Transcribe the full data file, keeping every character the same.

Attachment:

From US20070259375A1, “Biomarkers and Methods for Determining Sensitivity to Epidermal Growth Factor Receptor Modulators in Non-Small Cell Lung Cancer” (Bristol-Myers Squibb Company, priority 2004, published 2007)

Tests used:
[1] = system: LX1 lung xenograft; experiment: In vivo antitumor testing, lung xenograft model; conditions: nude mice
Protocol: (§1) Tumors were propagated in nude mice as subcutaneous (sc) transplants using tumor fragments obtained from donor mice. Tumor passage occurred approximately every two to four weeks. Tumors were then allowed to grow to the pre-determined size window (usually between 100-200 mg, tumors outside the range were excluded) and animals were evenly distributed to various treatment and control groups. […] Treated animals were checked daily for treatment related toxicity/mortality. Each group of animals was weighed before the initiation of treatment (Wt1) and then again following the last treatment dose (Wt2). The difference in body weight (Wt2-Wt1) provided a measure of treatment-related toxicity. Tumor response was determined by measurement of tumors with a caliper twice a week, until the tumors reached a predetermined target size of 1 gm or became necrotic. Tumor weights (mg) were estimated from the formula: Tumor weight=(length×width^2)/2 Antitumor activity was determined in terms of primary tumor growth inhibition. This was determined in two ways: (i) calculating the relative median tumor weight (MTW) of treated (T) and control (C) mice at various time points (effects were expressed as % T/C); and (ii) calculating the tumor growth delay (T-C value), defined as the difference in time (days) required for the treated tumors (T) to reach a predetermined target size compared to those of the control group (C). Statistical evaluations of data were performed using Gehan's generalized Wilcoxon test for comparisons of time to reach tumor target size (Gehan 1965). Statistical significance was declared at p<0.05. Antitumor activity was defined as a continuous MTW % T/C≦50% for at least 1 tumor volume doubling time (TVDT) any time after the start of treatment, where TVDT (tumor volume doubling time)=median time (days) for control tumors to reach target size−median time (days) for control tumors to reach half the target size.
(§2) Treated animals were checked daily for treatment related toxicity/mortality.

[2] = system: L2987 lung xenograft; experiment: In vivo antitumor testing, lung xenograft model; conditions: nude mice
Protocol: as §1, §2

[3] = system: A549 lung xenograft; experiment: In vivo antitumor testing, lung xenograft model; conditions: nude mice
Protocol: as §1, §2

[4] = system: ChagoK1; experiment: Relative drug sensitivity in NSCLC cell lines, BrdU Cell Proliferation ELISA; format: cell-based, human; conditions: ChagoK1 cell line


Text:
From US20070259375A1, “Biomarkers and Methods for Determining Sensitivity to Epidermal Growth Factor Receptor Modulators in Non-Small Cell Lung Cancer” (Bristol-Myers Squibb Company, priority 2004, published 2007)

Tests used:
[1] = system: LX1 lung xenograft; experiment: In vivo antitumor testing, lung xenograft model; conditions: nude mice
Protocol: (§1) Tumors were propagated in nude mice as subcutaneous (sc) transplants using tumor fragments obtained from donor mice. Tumor passage occurred approximately every two to four weeks. Tumors were then allowed to grow to the pre-determined size window (usually between 100-200 mg, tumors outside the range were excluded) and animals were evenly distributed to various treatment and control groups. […] Treated animals were checked daily for treatment related toxicity/mortality. Each group of animals was weighed before the initiation of treatment (Wt1) and then again following the last treatment dose (Wt2). The difference in body weight (Wt2-Wt1) provided a measure of treatment-related toxicity. Tumor response was determined by measurement of tumors with a caliper twice a week, until the tumors reached a predetermined target size of 1 gm or became necrotic. Tumor weights (mg) were estimated from the formula: Tumor weight=(length×width^2)/2 Antitumor activity was determined in terms of primary tumor growth inhibition. This was determined in two ways: (i) calculating the relative median tumor weight (MTW) of treated (T) and control (C) mice at various time points (effects were expressed as % T/C); and (ii) calculating the tumor growth delay (T-C value), defined as the difference in time (days) required for the treated tumors (T) to reach a predetermined target size compared to those of the control group (C). Statistical evaluations of data were performed using Gehan's generalized Wilcoxon test for comparisons of time to reach tumor target size (Gehan 1965). Statistical significance was declared at p<0.05. Antitumor activity was defined as a continuous MTW % T/C≦50% for at least 1 tumor volume doubling time (TVDT) any time after the start of treatment, where TVDT (tumor volume doubling time)=median time (days) for control tumors to reach target size−median time (days) for control tumors to reach half the target size.
(§2) Treated animals were checked daily for treatment related toxicity/mortality.

[2] = system: L2987 lung xenograft; experiment: In vivo antitumor testing, lung xenograft model; conditions: nude mice
Protocol: as §1, §2

[3] = system: A549 lung xenograft; experiment: In vivo antitumor testing, lung xenograft model; conditions: nude mice
Protocol: as §1, §2

[4] = system: ChagoK1; experiment: Relative drug sensitivity in NSCLC cell lines, BrdU Cell Proliferation ELISA; format: cell-based, human; conditions: ChagoK1 cell line